In the 1800s, thousands of Aboriginal Australians were the victims of a terrible trade in the name of science. Anatomists opened their graves and stole their skeletons. After massacres of Aboriginal Australians, police officers sold body parts to museums.
Today, many of these bones lie far from home.
“Our old people’s remains have been stolen from this country, and they’re global, whether they be in London, Germany, Sweden, Switzerland — even in America,” said Gudju Gudju Fourmile, an elder of the Yidniji and Gimuy Walubara people in northern Australia.
For decades Aboriginal Australians have been pressing for the return of the bones. “Our old people’s spirits won’t rest until they’re back on their own country,” said Mr. Fourmile.
In recent years, museums have tried to comply. But progress has been slow, partly because the institutions have little information about where many of the bones came from.
The ancestors of today’s Aboriginal Australians came to the continent at least 50,000 years ago and branched into 300 so-called language groups. How do you match the right bones to the right Aboriginal group?
On Wednesday, scientists offered a possible answer. In a study published in Science Advances, a team of geneticists showed they could use fragments of DNA retrieved from bone or hair to determine where in Australia the remains originated.
Nanibaa’ A. Garrison, a bioethicist at the University of Washington who was not involved in the new study, said that the research could eventually serve as a model for collaborations between scientists and Native American tribes in the United States, who have similar concerns about scientific exploitation. “This work is great as a proof of concept,” said Dr. Garrison.
The new study began with an usual request. In 2013, 3,400-year-old human bones were discovered in an eroding sand dune in far northern Australia, home to the Thaynakwith people.
Representatives of that Aboriginal community contacted geneticists to ask if they would search the bones for DNA. “They said to us, ‘We really want to know if this is one of our people,’” said David Lambert, a geneticist at the Australian Research Center for Human Evolution at Griffith University.
That inquiry represented something of a turnabout in the difficult relationship between researchers and Aboriginal Australians, who have been reluctant to participate in studies because of a fraught history of scientific exploitation.
But researchers like Dr. Lambert had been meeting with community leaders like Mr. Fourmile to explain what genetic research can do. A series of studies of the genomes of hundreds of living Aboriginal Australians turned up revealing clues about their history, including evidence that their ancestors arrived as a single population and spread quickly across the continent.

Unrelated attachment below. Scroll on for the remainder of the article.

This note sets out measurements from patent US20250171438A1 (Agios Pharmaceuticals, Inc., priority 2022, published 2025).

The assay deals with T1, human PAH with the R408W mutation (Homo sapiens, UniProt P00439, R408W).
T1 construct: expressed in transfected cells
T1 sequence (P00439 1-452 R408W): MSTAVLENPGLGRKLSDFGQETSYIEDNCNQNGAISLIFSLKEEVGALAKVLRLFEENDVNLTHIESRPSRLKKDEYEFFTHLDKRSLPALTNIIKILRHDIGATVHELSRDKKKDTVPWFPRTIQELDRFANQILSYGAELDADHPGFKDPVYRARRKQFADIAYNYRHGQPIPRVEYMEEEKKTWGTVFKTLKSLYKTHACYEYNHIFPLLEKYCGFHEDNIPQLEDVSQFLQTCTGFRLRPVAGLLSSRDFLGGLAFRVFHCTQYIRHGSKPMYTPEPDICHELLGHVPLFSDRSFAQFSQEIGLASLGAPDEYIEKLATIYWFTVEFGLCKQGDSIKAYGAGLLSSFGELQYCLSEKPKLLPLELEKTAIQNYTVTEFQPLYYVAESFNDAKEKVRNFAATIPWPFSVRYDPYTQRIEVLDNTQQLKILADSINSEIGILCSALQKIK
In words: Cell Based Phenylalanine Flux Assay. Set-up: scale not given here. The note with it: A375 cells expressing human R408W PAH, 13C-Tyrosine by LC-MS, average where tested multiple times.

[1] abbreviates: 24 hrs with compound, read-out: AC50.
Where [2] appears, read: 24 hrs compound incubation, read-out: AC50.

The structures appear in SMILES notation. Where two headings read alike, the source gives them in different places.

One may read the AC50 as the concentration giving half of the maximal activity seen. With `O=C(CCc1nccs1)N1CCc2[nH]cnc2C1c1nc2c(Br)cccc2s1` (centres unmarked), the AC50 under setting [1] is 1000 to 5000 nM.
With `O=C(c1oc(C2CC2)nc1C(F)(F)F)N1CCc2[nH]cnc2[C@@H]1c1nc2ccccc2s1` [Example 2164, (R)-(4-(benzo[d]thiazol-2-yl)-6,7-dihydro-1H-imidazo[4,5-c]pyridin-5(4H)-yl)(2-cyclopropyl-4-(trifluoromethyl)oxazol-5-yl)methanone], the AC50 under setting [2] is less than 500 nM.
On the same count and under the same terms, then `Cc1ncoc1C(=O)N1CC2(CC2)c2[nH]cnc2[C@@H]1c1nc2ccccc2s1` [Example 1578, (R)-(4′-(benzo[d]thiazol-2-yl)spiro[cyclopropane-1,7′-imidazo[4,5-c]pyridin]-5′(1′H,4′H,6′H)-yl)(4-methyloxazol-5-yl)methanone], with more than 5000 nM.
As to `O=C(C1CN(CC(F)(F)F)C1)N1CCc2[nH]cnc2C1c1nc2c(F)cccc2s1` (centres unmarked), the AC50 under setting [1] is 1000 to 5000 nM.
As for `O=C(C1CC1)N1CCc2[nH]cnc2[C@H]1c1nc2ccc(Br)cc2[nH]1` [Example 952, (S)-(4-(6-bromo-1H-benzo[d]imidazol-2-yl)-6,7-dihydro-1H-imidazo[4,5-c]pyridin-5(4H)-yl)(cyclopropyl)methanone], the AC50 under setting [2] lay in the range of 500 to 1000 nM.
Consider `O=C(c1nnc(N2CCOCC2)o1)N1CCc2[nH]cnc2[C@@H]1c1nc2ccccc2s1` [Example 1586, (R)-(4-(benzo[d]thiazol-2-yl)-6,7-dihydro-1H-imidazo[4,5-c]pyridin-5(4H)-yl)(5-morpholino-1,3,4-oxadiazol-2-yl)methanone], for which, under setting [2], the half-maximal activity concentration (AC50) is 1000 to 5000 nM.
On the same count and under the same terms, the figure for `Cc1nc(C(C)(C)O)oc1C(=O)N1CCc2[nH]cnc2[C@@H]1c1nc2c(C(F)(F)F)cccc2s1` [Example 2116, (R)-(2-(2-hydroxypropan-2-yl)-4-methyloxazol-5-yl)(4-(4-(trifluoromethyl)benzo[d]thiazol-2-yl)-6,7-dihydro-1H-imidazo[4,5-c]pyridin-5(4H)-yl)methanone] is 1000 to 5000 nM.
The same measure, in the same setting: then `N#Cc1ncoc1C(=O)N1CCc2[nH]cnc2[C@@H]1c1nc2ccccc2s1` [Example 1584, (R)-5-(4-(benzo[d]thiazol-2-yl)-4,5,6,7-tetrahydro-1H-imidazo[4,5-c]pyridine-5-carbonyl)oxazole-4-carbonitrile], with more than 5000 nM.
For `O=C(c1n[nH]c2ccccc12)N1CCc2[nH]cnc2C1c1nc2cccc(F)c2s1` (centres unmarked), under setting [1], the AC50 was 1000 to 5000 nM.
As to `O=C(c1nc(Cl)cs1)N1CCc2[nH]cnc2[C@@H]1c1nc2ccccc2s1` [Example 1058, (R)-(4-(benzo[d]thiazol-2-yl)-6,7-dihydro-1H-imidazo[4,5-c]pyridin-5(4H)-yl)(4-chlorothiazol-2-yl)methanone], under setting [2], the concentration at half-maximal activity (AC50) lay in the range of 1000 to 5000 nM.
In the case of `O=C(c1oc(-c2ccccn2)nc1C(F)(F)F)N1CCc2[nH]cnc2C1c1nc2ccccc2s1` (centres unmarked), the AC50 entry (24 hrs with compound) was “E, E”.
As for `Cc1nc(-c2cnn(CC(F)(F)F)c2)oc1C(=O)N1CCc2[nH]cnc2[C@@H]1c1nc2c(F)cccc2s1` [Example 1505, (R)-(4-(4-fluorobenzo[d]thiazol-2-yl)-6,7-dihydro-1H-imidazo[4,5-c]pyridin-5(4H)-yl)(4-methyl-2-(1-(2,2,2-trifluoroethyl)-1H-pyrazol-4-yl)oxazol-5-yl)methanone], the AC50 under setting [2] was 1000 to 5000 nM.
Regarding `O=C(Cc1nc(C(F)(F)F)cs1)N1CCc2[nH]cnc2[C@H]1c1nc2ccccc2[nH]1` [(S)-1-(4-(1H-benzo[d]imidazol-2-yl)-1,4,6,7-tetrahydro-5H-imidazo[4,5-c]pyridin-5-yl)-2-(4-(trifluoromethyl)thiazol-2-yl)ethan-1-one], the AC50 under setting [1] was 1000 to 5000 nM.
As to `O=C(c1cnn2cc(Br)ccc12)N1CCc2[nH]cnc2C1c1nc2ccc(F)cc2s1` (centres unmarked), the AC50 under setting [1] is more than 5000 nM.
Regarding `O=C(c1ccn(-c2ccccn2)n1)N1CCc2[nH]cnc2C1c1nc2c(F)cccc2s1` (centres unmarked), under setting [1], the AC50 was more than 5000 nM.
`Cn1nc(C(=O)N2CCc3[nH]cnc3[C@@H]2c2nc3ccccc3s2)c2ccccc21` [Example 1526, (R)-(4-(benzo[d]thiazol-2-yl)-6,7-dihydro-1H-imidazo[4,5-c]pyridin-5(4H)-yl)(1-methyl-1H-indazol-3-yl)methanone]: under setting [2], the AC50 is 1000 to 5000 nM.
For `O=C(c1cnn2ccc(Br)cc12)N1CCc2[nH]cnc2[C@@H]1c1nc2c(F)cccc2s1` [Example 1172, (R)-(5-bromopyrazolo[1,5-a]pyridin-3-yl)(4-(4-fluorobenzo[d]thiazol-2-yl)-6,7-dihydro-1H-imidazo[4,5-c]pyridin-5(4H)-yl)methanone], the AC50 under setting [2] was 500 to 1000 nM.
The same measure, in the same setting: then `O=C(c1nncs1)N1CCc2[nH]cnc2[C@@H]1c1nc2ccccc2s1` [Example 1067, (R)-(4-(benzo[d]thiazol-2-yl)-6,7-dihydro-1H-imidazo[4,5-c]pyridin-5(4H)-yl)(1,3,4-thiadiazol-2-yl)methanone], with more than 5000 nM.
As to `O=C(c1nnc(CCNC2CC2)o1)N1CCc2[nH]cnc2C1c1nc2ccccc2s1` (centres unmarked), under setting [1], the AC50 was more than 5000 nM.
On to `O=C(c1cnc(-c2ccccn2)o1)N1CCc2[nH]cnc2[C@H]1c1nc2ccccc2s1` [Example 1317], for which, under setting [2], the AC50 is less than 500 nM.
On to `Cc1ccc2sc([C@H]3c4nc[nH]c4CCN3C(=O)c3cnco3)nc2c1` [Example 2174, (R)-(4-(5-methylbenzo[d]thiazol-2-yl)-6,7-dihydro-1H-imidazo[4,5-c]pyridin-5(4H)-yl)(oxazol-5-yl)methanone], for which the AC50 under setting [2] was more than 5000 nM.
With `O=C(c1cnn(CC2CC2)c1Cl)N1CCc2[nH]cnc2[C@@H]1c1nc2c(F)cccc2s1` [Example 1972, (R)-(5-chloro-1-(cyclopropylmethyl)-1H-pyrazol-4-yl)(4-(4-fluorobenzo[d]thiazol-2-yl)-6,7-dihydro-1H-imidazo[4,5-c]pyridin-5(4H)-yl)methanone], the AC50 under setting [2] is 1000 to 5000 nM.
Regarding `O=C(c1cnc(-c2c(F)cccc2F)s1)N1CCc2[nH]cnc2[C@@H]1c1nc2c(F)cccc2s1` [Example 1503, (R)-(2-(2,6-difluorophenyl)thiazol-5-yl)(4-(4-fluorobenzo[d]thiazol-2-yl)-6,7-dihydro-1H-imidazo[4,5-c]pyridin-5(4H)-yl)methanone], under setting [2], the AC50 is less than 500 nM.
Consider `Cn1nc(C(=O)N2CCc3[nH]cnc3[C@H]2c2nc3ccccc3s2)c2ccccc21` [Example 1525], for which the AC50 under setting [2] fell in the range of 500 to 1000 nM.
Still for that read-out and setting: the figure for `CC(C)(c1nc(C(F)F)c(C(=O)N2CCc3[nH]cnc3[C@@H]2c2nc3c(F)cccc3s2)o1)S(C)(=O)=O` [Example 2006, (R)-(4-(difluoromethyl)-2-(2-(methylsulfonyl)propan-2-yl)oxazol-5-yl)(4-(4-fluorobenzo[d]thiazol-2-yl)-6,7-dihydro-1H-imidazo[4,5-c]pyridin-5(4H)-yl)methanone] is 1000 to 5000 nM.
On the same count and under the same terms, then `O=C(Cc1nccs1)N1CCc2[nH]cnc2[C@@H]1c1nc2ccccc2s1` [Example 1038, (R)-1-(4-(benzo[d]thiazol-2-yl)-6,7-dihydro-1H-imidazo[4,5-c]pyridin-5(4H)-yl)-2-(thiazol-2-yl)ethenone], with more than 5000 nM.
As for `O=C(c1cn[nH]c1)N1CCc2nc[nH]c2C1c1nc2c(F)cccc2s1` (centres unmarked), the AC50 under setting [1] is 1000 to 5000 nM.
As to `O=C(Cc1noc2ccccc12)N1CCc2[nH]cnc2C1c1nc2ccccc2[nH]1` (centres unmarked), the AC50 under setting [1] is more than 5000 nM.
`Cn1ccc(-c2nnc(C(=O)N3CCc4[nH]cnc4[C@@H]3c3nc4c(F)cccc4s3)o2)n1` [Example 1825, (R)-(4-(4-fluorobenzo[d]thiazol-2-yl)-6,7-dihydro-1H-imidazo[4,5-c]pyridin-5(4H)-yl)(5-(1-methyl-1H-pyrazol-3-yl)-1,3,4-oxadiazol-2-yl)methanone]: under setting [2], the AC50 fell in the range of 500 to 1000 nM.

Dr. Joanne Wright, a geneticist at the university, traveled to the Thaynakwith people and took saliva samples for DNA analysis. She also returned to the university with a small sample of the newly discovered skeleton to search for genetic material.
After two years of effort, she failed: The hot climate had destroyed the skeleton’s DNA. But one of the Thaynakwith elders, Tapij Wales, asked Dr. Wright if she could use DNA to repatriate other Aboriginal remains in museums around the world.
“He said it was an issue Aboriginal people were upset about,” said Dr. Wright. (Mr. Wales died in 2017.)
Over the next few years, she and her colleagues got the opportunity to test the idea. One after another, Aboriginal Australian groups were asking the scientists to analyze human remains in their possession — bones that had been discovered on their land or that had been returned to them by museums.
Mr. Fourmile and his fellow elders wanted to be a part of the new project in the hopes that it might lead to the return of even more remains.
“My interest is in connecting with our old people who have been taken away,” he said. “If sequencing is the way to find out if you are the right family, then currently that’s the best way to find out where they’re from.”
Mr. Fourmile helped arrange for the geneticists to study bones from five individuals returned by the Queensland Museum. They had all been born before European settlement in the region; one individual died somewhere between 1747 and 1803, the scientists estimated.
With the permission of local communities, the team went on to recover a substantial amounts of DNA from the remains of 10 Aboriginal Australians, the oldest of whom lived in the 5th century A.D.
The researchers compared the DNA to that of people in the regions in which the bones were found and elsewhere. And in each case, the ancient bones were most closely related to people still living nearby.
The findings suggest that in the centuries before European colonization, Aboriginal Australians did not move much. So the DNA of living people may be used to identify the origins of the bones interred in museums.
“It’s good to find out the connection,” said Mr. Fourmile, who is a co-author of the new study. “It’s like someone being taken away from their parents, and they want to find out who their biological parents are.”
But as encouraging as the preliminary evidence may be, Dr. Lambert said that he and his colleagues are not yet ready to start helping to repatriate remains.
The most pressing order of business is to continue working with those communities to build a database of genomes that includes perhaps 2,000 Aboriginal Australians. “Then we’ve got a very good map,” Dr. Lambert said.
In the meantime, more Aboriginal Australians are coming to Dr. Lambert’s team for help understanding their past. And the scientists are more than happy to do what they can.
“We talk to communities all the time who say, ‘We’ve got a set of ancient remains here — would you try to get DNA out of them?’” he said. “We’ve sort of died and gone to heaven.”